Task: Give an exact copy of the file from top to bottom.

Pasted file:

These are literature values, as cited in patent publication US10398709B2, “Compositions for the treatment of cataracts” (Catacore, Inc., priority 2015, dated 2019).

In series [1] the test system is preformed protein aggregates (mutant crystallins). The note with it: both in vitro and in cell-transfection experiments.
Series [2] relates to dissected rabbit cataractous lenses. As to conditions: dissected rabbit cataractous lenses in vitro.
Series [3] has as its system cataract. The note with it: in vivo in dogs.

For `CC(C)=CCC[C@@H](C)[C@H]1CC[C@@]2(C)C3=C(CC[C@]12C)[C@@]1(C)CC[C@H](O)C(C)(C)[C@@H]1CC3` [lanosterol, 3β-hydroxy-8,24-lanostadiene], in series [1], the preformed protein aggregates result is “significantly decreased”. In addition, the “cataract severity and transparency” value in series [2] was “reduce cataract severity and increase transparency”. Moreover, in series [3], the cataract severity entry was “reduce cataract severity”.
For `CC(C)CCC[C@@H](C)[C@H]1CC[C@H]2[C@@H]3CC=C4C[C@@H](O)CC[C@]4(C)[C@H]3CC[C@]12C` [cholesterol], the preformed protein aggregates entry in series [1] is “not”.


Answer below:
These are literature values, as cited in patent publication US10398709B2, “Compositions for the treatment of cataracts” (Catacore, Inc., priority 2015, dated 2019).

In series [1] the test system is preformed protein aggregates (mutant crystallins). The note with it: both in vitro and in cell-transfection experiments.
Series [2] relates to dissected rabbit cataractous lenses. As to conditions: dissected rabbit cataractous lenses in vitro.
Series [3] has as its system cataract. The note with it: in vivo in dogs.

For `CC(C)=CCC[C@@H](C)[C@H]1CC[C@@]2(C)C3=C(CC[C@]12C)[C@@]1(C)CC[C@H](O)C(C)(C)[C@@H]1CC3` [lanosterol, 3β-hydroxy-8,24-lanostadiene], in series [1], the preformed protein aggregates result is “significantly decreased”. In addition, the “cataract severity and transparency” value in series [2] was “reduce cataract severity and increase transparency”. Moreover, in series [3], the cataract severity entry was “reduce cataract severity”.
For `CC(C)CCC[C@@H](C)[C@H]1CC[C@H]2[C@@H]3CC=C4C[C@@H](O)CC[C@]4(C)[C@H]3CC[C@]12C` [cholesterol], the preformed protein aggregates entry in series [1] is “not”.